A primer of magnetic stimulation as a tool for neuropsychology.
Walsh V., Rushworth M.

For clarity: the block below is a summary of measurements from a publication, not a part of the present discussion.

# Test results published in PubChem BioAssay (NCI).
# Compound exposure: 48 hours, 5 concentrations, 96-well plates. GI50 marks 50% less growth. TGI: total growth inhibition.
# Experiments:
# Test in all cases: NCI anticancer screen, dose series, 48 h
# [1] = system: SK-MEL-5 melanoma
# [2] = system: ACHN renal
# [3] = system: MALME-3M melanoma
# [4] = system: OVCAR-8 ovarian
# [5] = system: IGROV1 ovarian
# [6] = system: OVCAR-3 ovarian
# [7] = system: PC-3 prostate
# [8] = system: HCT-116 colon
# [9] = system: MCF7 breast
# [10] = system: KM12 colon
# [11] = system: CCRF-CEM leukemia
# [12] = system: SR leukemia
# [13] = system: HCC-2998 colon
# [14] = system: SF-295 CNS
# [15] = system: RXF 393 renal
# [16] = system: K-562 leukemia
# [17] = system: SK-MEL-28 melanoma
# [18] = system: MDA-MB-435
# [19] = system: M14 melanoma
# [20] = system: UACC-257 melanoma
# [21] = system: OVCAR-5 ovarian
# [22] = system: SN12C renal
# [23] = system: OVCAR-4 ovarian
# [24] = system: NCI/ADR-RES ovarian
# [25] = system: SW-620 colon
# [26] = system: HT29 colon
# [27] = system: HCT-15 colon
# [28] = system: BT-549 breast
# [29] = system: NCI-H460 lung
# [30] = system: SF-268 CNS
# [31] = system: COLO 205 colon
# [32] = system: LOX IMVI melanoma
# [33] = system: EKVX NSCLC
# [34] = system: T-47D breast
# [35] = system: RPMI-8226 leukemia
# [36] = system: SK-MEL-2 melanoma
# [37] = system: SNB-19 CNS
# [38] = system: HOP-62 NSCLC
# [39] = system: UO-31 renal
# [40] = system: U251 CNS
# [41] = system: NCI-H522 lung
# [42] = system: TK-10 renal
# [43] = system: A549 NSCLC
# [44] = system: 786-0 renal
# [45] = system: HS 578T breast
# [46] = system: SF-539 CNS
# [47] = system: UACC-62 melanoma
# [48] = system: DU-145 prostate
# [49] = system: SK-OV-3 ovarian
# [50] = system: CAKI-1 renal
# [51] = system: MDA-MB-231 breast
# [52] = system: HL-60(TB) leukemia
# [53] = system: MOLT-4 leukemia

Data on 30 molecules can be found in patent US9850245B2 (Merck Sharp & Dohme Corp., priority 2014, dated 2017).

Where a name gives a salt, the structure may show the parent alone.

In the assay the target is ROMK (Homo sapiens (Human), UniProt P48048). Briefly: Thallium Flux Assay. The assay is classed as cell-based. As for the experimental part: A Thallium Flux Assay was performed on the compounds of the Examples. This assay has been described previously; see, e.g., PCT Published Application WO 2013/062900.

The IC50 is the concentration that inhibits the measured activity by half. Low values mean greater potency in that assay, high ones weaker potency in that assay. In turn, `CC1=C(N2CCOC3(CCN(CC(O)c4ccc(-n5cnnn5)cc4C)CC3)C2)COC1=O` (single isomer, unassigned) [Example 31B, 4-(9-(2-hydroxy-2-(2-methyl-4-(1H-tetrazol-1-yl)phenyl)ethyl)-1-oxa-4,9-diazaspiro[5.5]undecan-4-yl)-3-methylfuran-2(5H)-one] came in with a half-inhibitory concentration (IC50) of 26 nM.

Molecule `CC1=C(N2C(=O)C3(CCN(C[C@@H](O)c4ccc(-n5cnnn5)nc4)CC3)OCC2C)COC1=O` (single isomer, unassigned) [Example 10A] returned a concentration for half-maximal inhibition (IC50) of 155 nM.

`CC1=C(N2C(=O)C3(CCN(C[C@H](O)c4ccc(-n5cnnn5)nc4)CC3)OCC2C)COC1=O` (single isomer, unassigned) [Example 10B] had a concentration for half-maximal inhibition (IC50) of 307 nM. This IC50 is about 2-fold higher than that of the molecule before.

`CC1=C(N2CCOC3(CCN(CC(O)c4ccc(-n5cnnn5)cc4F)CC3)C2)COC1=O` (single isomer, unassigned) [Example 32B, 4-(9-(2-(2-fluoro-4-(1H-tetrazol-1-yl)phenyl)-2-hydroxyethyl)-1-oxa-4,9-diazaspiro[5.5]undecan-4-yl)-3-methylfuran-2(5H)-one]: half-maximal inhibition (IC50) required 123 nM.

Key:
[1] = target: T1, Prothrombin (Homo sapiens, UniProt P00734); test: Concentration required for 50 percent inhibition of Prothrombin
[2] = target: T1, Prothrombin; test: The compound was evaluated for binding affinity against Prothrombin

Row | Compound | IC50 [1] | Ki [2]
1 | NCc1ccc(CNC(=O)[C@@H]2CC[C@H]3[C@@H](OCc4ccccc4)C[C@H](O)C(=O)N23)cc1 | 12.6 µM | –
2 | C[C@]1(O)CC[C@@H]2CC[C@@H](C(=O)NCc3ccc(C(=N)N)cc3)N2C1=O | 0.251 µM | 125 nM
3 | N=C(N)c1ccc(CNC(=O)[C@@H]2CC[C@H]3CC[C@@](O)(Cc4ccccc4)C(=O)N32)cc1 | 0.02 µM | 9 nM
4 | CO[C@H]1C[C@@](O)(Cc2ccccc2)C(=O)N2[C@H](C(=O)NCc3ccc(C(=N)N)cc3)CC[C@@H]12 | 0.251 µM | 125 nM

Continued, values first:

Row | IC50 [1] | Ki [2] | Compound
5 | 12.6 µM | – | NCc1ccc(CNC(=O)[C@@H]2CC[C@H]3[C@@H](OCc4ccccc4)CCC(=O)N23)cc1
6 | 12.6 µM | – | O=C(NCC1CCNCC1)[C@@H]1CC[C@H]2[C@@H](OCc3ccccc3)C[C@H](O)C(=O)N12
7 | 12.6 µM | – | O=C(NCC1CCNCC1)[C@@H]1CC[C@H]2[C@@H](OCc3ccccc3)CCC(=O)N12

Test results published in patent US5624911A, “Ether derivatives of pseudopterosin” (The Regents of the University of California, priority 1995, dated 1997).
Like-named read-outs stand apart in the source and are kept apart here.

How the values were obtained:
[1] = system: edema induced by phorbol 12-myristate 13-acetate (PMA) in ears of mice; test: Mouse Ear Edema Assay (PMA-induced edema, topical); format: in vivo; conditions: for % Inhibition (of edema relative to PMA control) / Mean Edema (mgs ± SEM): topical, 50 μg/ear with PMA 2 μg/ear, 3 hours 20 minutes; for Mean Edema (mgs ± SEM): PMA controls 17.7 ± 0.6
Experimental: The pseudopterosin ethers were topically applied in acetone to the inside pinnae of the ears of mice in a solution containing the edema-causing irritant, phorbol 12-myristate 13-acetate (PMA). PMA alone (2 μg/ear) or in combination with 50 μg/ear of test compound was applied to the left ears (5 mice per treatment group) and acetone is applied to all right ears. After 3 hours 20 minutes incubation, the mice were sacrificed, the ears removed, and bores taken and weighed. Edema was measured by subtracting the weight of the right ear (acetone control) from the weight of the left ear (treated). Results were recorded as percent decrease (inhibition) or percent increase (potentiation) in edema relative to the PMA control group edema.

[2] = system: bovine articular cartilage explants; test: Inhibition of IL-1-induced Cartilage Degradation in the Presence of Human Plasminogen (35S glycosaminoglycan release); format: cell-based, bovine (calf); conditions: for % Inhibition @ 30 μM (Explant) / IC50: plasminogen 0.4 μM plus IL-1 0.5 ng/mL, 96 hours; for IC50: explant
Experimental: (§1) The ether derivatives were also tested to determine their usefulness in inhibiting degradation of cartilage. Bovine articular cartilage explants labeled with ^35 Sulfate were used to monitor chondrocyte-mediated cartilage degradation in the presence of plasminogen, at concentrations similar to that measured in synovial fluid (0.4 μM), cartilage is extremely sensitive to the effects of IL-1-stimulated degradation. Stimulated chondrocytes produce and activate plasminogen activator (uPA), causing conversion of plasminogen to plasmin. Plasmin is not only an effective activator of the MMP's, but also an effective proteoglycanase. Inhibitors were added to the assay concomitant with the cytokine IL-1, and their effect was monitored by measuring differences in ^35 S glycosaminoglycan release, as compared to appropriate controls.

Transcranial magnetic stimulation (TMS) offers the neuropsychologist a 'virtual lesion' method of investigating the effects of cortical dysfunction. Classical neuropsychology relies on patients with irreversible, and often diffuse brain lesions and these factors place limitations on the inferences that can be drawn about normal brain function. Thus the neuropsychologist is constrained by the extent to which the damaged brain undergoes reorganisation and by the inability to address questions regarding the timing of cognitive functions. TMS can disrupt cognitive functions for a few tens of milliseconds (although some effects of TMS can be seen for longer), with spatial resolution in the order of a centimetre and therefore allows one to study the role of brain areas without the masking effects of cortical reorganisation. The spatial and temporal resolutions are not unique to TMS but because TMS can be used as a temporary interference technique, it has a functional resolution with which one can address questions beyond the range of other neuroimaging and patient studies. Here we outline how TMS produces transitory 'lesion' effects, examine how the effects of stimulation spread in depth and breadth across the cortex and discuss the principles of the use of TMS in neuropsychology. Finally, we also itemise some issues of safety.